„Wyeliminowanie z szeregów elementu uciążliwego i niebezpiecznego”. Sprawa Obozu Dyscyplinarnego Armii Polskiej na Wschodzie w Latrun w Palestynie (1944–1945)
Abstrakt“The Elimination from the Ranks of a Troublesome and Dangerous Element”. The Disciplinary Camp of the Polish Army in the East in Latrun (Palestine, 1944–1945)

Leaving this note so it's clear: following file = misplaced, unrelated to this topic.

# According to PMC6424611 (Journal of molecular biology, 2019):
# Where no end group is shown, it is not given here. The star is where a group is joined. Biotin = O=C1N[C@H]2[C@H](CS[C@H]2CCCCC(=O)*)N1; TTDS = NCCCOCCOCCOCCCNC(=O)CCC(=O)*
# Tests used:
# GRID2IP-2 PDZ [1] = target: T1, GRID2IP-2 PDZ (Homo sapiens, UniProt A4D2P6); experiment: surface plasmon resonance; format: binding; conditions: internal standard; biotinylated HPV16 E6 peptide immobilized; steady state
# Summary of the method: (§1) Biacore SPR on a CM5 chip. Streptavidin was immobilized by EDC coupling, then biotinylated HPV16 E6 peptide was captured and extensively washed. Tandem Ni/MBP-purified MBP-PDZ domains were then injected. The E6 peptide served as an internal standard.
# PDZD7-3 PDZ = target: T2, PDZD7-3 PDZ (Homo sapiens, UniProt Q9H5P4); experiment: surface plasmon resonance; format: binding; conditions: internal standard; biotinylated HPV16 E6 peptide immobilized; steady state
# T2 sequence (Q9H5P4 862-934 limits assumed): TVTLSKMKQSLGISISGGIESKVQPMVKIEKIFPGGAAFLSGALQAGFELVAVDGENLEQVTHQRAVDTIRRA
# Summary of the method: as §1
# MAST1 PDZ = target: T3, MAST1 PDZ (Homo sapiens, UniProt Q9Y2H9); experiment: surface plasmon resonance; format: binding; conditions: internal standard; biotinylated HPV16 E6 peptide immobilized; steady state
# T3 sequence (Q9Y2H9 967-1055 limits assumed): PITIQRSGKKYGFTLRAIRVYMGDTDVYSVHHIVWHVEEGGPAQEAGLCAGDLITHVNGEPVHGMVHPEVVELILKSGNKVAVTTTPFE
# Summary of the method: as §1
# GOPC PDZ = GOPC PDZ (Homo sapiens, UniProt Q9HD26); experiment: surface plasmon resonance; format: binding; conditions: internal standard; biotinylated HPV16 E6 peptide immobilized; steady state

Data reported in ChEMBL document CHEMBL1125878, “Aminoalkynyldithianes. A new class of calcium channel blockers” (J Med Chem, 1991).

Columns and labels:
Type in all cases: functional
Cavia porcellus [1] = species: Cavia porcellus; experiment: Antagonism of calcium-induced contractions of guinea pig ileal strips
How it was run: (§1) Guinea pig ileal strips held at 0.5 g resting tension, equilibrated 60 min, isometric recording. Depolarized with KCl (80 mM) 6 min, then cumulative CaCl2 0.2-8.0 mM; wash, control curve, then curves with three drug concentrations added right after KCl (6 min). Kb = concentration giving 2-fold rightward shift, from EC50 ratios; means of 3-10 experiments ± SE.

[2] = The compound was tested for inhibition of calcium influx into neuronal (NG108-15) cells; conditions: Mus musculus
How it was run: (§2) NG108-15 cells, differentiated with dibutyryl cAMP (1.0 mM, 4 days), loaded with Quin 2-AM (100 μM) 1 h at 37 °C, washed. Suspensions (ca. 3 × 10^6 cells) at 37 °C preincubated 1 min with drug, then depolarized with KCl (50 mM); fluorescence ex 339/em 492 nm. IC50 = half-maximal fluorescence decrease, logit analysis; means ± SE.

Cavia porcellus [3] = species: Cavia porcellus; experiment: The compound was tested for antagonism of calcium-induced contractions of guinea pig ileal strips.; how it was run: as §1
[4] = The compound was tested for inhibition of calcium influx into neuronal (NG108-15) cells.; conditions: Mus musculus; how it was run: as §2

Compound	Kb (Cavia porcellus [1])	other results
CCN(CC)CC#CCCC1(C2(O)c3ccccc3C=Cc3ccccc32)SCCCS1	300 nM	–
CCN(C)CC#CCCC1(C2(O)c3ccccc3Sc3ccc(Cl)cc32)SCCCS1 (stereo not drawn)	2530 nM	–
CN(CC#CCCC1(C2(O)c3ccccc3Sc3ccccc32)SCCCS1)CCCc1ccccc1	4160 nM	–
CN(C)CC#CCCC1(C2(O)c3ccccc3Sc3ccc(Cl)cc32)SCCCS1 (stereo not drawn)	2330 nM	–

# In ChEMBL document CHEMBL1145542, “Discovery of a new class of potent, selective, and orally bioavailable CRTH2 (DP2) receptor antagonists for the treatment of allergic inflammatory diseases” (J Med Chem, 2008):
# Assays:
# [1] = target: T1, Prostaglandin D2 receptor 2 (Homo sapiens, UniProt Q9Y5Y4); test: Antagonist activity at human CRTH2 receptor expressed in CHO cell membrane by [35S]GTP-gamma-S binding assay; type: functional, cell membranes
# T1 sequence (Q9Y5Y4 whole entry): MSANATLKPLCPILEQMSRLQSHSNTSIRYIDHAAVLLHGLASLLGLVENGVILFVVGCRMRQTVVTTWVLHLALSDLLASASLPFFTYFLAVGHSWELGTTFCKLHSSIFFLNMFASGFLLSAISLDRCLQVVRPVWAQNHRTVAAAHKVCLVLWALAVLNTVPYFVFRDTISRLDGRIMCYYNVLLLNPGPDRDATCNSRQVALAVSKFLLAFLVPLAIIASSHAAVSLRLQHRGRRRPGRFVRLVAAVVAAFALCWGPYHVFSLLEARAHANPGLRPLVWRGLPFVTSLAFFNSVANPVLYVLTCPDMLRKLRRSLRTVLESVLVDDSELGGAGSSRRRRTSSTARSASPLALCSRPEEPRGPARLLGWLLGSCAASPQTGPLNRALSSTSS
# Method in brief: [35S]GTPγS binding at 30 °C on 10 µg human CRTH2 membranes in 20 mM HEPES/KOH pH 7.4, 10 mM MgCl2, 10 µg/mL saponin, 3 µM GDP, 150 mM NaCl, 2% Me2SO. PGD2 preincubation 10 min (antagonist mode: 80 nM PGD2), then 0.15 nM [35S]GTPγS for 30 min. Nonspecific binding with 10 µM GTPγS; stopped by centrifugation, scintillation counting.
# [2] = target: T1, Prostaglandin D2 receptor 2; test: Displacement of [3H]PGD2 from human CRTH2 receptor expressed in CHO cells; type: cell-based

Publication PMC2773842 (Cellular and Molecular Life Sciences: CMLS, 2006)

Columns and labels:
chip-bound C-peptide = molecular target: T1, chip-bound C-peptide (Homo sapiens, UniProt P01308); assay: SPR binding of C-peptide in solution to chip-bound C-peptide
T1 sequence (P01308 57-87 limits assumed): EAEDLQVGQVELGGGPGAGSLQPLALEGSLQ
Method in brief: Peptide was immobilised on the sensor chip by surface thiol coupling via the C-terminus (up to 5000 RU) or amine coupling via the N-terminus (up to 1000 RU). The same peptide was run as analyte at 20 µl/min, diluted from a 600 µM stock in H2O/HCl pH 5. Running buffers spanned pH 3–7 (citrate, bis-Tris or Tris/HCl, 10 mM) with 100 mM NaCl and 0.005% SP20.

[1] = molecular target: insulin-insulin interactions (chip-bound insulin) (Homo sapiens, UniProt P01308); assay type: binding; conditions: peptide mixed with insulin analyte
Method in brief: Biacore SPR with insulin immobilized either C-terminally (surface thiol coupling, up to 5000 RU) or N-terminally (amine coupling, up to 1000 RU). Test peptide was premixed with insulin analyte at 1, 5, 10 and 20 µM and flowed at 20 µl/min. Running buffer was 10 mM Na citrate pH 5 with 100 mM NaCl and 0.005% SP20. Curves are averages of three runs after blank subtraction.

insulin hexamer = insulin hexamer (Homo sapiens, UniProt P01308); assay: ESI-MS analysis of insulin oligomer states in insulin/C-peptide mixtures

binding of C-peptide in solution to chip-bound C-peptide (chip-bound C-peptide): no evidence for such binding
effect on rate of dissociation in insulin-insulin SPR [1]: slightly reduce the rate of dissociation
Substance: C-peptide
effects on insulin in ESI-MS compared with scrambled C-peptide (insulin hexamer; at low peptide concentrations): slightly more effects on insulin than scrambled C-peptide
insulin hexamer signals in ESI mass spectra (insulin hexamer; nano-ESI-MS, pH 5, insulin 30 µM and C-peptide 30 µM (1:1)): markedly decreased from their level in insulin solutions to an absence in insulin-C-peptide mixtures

The question of a detention camp in Latrun (Palestine) remains an almost unknown episode in the history of the Polish Armed Forces in the Middle East during the Second World War. The camp was established at the beginning of 1944 for the purpose of isolating officers and soldiers suspected of communist and pro-Soviet activity as well as men regarded as dangerous common criminals. The camp inmates included also several score civilians, former soldiers accused by the British authorities of assorted crimes and felonies. The creation of the camp met with a negative reaction on the part of the Polish civilian and military authorities in London. Prepared legal opinions clearly indicated the absence of legal foundations for the establishment of a detention camp. It was also indicated that the opening of the camp was used for propaganda attacks launched by part of the press in Great Britain and the USA, aimed at the Polish authorities in exile as well as the Polish Armed Forces. The retention of the camp was supported primarily by the Polish military command in the Middle East, which intended to isolate a group of soldiers representing pro-Soviet attitudes, and by Polish civilian authorities in the Middle East, fearing an intensification of common crime. With the support of the Government of the Republic of Poland and the Commander-in-Chief, the Minister of National Defence ordered the closure of the camp (31 May 1944). This did not take place, however, because for several months the British authorities in Palestine did not consent to the discharge of several score inmates. The British obviously planned to encumber the Polish side with responsibility for the isolation of persons whom they regarded as dangerous. The British side actually inspired the creation of the camp, and for another half a year made it impossible to close it, thus putting the Polish side in a very awkward situation. Ultimately, the camp ceased functioning in January 1945.
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